In District of Columbia v. Heller (2008), the Supreme Court indicated that a limited number of gun control restrictions are permissible under the Second Amendment — provisions such as “prohibitions on the possession of firearms by felons and the mentally ill, or laws forbidding the carrying of firearms in sensitive places such as schools and government buildings, or laws imposing conditions and qualifications on the commercial sale of arms.” In McDonald v. Chicago (2010), the Court said that its Heller ruling applied not just to Congress and federal enclaves, such as Washington, D.C., but nationwide as well.
Nevertheless, earlier this year, New York City mayor Michael Bloomberg and his police commissioner, Ray Kelly, proposed new regulations designed to give the NYPD the power to deny a firearm license to anyone, for reasons that most Americans would consider not nearly serious enough to warrant the suppression of a fundamental individual right.
These reasons — grouped under the heading “lack of good moral character or other good cause” — include an applicant’s “poor driving history,” termination from employment due to “lack of good judgment or lack of good moral character,” failure to pay debts, or having ever been arrested for anything more serious than a traffic offense, even if no charges had been filed, charges had been dropped, or the applicant had been found not guilty in court. For individuals whose license applications cannot be denied for those reasons, the proposal would also allow the police to deny a license to anyone about whom “information demonstrates an unwillingness to abide by the law [or] a lack of candor toward lawful authorities,” or when there is “other good cause.”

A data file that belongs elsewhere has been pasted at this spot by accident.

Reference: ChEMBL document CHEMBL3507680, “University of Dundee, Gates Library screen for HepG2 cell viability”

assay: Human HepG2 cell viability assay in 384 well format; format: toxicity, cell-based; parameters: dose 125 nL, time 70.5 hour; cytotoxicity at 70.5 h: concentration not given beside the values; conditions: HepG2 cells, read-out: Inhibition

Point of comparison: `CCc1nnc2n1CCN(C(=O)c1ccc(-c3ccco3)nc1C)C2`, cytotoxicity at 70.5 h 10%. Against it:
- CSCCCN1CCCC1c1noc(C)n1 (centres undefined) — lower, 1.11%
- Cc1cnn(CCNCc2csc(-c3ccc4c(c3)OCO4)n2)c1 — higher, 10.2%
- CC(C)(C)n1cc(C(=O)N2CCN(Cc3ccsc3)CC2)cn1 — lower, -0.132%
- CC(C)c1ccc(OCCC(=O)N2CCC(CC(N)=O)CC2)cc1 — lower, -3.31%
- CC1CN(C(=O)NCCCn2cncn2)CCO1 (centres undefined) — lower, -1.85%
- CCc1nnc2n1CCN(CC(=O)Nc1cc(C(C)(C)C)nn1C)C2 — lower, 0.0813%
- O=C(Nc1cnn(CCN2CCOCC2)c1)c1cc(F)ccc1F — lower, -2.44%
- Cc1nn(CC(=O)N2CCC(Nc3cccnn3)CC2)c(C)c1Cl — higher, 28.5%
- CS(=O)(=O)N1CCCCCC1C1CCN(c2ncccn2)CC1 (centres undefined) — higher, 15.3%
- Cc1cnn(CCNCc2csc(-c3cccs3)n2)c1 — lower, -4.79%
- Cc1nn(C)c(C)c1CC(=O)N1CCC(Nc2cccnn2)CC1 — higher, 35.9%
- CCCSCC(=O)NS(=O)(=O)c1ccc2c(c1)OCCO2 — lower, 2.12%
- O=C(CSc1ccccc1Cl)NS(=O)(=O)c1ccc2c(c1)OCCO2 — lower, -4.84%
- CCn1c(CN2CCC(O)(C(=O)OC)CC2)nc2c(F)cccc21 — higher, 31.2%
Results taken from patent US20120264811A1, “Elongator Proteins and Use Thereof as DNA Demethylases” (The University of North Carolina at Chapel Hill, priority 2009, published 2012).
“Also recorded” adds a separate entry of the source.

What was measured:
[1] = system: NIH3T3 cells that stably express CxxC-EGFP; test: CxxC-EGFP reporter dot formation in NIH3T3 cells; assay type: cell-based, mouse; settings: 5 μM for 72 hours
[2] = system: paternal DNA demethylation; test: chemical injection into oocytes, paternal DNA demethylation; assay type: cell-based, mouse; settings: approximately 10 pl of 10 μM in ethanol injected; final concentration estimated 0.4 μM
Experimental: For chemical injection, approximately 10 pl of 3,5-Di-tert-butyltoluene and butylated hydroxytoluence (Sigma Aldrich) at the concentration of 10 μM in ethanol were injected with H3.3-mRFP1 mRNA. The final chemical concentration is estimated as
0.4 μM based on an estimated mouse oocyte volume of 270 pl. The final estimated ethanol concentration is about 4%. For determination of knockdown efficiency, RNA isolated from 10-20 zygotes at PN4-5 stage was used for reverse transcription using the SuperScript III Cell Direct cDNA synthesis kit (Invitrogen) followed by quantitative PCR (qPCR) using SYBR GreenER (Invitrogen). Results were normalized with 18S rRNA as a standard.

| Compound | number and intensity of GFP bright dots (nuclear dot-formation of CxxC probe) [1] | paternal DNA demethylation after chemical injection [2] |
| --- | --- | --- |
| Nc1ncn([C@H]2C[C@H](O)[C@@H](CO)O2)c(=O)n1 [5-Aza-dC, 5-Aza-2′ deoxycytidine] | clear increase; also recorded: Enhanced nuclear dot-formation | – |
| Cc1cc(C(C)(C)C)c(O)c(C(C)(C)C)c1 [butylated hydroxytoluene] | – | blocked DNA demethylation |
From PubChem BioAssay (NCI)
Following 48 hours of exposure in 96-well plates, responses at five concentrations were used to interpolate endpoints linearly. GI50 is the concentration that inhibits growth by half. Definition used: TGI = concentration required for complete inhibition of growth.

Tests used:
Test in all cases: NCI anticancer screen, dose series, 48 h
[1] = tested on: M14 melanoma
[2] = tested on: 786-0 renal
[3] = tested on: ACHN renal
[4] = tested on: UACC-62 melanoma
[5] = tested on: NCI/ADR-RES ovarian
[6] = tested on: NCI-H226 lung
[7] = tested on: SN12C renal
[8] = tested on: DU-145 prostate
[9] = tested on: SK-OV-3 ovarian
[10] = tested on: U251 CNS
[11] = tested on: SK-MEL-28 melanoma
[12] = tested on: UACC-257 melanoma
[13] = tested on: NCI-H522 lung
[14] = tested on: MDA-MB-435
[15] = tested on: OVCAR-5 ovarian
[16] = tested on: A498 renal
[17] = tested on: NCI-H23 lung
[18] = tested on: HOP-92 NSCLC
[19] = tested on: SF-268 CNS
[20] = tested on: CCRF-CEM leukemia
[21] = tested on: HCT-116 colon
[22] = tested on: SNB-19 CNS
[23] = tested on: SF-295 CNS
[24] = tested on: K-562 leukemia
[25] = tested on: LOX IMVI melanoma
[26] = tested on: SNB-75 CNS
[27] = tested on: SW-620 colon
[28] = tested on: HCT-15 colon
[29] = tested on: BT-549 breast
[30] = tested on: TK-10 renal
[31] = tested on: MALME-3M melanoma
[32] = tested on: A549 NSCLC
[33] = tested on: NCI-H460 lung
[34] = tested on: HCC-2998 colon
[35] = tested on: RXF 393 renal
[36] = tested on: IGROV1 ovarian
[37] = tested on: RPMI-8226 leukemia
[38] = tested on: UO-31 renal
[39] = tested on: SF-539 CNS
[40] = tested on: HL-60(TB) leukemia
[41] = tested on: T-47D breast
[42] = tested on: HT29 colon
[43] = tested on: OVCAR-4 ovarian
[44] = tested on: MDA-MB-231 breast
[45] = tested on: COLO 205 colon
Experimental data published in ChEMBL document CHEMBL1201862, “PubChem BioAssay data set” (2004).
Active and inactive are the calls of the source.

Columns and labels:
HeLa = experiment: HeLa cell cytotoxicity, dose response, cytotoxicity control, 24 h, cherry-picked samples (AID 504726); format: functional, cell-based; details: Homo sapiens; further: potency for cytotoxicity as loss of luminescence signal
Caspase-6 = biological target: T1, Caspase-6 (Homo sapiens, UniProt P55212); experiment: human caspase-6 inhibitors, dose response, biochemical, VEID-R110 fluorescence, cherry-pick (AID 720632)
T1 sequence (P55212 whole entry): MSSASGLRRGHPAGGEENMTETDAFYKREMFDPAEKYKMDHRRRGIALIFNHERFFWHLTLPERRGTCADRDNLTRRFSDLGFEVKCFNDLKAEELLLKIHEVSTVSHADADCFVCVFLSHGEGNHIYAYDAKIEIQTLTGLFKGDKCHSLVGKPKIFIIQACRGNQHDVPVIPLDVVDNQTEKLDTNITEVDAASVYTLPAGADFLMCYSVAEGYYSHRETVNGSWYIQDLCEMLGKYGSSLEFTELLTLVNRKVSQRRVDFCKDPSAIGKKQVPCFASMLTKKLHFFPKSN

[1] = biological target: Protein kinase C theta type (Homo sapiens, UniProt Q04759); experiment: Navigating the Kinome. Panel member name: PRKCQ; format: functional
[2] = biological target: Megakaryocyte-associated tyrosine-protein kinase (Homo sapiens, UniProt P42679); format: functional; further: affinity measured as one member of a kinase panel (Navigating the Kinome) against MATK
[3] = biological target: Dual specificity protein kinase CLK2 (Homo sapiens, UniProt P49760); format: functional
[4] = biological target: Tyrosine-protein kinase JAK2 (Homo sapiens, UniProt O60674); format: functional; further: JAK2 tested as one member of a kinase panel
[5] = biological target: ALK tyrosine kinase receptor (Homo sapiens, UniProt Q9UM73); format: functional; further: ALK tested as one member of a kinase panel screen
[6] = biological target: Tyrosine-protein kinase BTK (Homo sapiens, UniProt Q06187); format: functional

Insulting the intelligence of anyone who can read the proposal, the mayor and commissioner announced it in a press release which focused on how their plan would streamline the gun license application process and reduce license fees — all of which will be meaningless to people whose license applications will be denied. Only in the next to last paragraph did the release note that “NYPD will add to its regulations to offer more detailed examples of eligibility standards for a permit,” without giving examples of what those “examples” might be.
With the public comment period on the proposed regulations having ended in mid-September, and city bureaucrats working out the new regulations’ final language, on October 19th Bloomberg appeared on CNN’s “American Morning” program, saying that it is the NRA that is “totally unreasonable.”
Bloomberg’s statement is absurd; probably the kind of thing the NYPD should take into account, if he ever applies for a license to possess a gun.